Pegeen’s father, Michael (Ian Armstrong), is a wannabe mob boss, all swagger and stories, who wishes to marry her off to the hapless and cowardly Sean (James Lacey), whose only redeeming quality is his widowed mother’s money and connections. Ballinger plays Pegeen as both full of spirit but jaded; she sighs and rolls her eyes at the antics of the ‘eejit’ men trying to control her life and doesn’t want to be married to the worst of the lot. 

Christopher, who has fled Nigeria after killing his father, is handsome, polite, and speaks in pure poetry. It’s no wonder the pragmatic Pegeen falls for this young man who represents an escape from her provincial life. 

Christopher retells his story of the patricide—becoming ever more dramatic, slightly changing the motives depending on his audience, and developing a fan base among the pub crawlers. The clueless mobsters Jimmy and Philly (Ryan Tumulty and Matthew Pauli in comic slack-jawed Guy Ritchie-esque supporting performances), the oversexed trio of Derry Girls (purring and pawing Rachel Lawhead, Danielle Gallo, and Erin Denman), and the notorious Widow Quin (Jessica Lefkow strutting across the stage in a sparkly tracksuit) hang on every word. Christopher often finds himself looking into the pub’s mirrors, growing in his confidence and appreciating his hold on all the eligible bachelorettes in town, but what is reflected back are the fears and desires of those molding him in racialized stereotypes: violent, hypersexual, a Nigerian prince. Joseph slowly unravels Christoper’s psyche from scared refugee to local celebrity, but always an outsider. 

The first act is a lot of drinking, flirting, laughing, telling tall tales of brave deeds and making new mates at the pub. And it’s all malarkey. 

When the decidedly not-dead father, Malomo (JJ Johnson), returns for revenge and a rival mob gang attacks Michael, the tonal shift of the play is drastic. The bold Christopher is exposed as something else altogether—a cowardly, lazy prodigal son. And this is where adhering so strictly to Synge’s plot sobers audiences up. 

The second half lags a little as the hangover sets in. The plotlines become a bit muddied as the violence increases. In one of the play’s ugliest scenes, Christopher is tied up by an unruly mob. This happens in Synge’s original, too, but when it’s a group of white working-class Irish men attempting to lynch a Black man, the same scene moves from dismantling Celtic self-mythologizing to contemporary issues of anti-Black racism and xenophobic violence. Despite that moment of terror, the play ends on a lighter note—maybe not too much has changed altogether, but Pegeen and Christopher are both bruised though not broken, learning a little more about themselves, and able to stand up to their parents.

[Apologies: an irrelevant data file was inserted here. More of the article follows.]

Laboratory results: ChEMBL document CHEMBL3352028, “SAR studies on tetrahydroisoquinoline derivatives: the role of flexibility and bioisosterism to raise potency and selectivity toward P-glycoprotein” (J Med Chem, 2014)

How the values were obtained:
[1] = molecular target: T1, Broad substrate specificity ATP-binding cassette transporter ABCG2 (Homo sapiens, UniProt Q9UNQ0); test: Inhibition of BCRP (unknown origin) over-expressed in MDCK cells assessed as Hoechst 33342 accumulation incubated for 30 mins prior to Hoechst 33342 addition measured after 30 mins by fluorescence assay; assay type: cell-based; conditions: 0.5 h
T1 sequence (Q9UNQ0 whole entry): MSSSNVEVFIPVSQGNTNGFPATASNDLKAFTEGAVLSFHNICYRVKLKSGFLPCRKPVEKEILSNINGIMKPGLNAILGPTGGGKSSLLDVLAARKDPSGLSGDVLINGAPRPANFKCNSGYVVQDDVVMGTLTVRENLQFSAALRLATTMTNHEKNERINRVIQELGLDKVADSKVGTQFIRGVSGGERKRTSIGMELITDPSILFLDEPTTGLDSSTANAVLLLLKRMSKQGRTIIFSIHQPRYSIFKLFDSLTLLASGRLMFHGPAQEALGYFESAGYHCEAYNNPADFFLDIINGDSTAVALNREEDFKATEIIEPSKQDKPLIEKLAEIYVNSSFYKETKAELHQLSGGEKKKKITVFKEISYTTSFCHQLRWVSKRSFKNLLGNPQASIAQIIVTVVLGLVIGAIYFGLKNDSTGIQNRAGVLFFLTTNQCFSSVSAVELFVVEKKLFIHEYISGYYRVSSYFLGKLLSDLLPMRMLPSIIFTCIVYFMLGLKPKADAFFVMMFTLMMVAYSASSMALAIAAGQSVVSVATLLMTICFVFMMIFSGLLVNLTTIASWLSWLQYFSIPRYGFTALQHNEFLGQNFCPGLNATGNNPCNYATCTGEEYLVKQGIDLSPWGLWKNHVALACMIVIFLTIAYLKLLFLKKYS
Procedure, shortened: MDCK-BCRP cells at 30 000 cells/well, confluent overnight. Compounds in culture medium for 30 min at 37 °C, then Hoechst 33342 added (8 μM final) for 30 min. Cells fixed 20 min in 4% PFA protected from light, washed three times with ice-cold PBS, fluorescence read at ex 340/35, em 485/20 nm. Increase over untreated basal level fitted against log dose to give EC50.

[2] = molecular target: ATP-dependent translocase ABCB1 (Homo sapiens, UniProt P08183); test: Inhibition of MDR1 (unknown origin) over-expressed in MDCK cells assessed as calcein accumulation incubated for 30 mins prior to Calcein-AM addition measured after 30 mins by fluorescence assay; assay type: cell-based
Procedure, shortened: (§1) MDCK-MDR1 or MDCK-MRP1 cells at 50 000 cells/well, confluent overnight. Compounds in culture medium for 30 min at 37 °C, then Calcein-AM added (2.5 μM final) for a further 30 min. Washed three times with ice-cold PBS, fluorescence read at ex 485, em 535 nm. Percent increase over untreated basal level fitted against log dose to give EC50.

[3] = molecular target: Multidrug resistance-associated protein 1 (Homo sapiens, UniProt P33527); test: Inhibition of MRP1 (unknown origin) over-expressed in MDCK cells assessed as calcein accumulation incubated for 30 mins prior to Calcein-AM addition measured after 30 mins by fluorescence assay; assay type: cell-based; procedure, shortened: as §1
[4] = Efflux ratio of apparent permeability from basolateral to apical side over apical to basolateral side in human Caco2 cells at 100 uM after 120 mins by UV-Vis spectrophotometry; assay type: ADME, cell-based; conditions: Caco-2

Ballinger and Joseph do most of the heavy lifting for the play, but the whole cast is stellar, eliciting laughs while taking the piss out of each other and bringing discomfort as they turn to beating the piss out of each other. Cultural consultant Sulmane Maigadi and fight director Sierra Young both helped to stage difficult scenes of cultural conflict, microaggressions, and violence. Danielle Preston’s costuming—think lots of velour tracksuits and rebellious schoolgirl plaid with punk denim jackets—perfectly captures the terrible fashion of the times. Nadir Bey’s simple set, black-and-white checkered floors, wood paneled walls, and a signed photo of Riverdance’s Michael Flatley hanging near crossed hurley sticks, in the traverse space creates a sense of immediacy and intimacy. If only Guinness were served to us all. 

Take two aspirin, avoid bright lights, and enjoy this timeless drama of who belongs (and who doesn’t), and what stories we tell and believe about ourselves. 

Solas Nua’s The Playboy of the Western World, directed by Shanara Gabrielle and written by Bisi Adigun and Roddy Doyle, runs through Nov. 20 at Atlas Performing Arts Center. solasnua.org. $5–$45; Thursday evenings are pay what you can.